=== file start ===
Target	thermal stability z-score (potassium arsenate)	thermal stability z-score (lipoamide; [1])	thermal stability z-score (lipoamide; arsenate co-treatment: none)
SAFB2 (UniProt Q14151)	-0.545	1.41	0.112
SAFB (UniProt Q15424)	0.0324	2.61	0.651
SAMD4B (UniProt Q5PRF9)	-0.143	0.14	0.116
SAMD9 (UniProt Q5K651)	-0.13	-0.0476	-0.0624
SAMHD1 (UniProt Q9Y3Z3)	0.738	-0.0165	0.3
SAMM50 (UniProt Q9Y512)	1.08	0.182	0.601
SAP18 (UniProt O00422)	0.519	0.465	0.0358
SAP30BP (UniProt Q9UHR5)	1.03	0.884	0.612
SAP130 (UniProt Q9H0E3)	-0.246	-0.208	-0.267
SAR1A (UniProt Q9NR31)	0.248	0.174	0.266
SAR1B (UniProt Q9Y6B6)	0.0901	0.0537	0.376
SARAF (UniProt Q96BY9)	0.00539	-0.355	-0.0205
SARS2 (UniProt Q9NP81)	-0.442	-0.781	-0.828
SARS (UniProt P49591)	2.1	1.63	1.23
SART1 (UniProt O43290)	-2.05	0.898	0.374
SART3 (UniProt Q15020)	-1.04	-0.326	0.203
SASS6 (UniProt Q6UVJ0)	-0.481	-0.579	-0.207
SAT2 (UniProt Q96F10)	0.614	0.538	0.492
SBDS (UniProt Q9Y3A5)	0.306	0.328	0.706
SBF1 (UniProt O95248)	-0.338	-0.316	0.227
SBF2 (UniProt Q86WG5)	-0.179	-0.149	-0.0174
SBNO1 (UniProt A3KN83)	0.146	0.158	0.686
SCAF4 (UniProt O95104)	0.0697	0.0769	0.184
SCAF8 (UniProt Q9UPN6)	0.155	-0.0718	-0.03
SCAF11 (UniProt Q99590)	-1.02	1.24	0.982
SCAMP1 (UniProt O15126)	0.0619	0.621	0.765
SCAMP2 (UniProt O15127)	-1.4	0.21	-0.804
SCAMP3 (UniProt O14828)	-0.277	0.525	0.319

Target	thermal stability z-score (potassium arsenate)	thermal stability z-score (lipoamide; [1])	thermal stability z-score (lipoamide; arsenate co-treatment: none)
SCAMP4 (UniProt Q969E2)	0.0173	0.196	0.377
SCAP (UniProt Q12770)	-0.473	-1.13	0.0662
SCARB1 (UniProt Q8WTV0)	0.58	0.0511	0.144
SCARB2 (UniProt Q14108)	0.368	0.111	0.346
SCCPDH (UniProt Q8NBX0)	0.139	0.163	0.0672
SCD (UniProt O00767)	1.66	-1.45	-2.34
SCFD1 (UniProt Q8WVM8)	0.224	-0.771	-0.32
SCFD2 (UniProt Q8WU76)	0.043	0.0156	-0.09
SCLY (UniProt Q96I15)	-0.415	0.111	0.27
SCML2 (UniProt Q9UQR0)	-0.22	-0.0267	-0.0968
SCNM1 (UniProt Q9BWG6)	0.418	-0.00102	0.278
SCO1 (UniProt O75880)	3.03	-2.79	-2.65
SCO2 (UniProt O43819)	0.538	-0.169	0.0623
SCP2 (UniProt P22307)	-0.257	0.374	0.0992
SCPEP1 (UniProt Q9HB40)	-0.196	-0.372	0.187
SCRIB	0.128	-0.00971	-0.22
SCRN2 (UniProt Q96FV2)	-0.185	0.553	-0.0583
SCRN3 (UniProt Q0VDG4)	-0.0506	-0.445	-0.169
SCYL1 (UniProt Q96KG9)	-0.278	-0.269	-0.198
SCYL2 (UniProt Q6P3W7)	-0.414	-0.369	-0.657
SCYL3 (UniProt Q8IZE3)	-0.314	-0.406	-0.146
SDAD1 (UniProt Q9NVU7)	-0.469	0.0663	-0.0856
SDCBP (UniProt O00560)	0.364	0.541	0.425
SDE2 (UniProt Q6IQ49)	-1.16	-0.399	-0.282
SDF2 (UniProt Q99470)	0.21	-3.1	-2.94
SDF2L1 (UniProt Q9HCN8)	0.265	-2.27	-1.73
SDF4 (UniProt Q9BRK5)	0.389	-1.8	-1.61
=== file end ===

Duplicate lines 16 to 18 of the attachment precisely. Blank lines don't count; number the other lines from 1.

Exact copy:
SART1 (UniProt O43290)	-2.05	0.898	0.374
SART3 (UniProt Q15020)	-1.04	-0.326	0.203
SASS6 (UniProt Q6UVJ0)	-0.481	-0.579	-0.207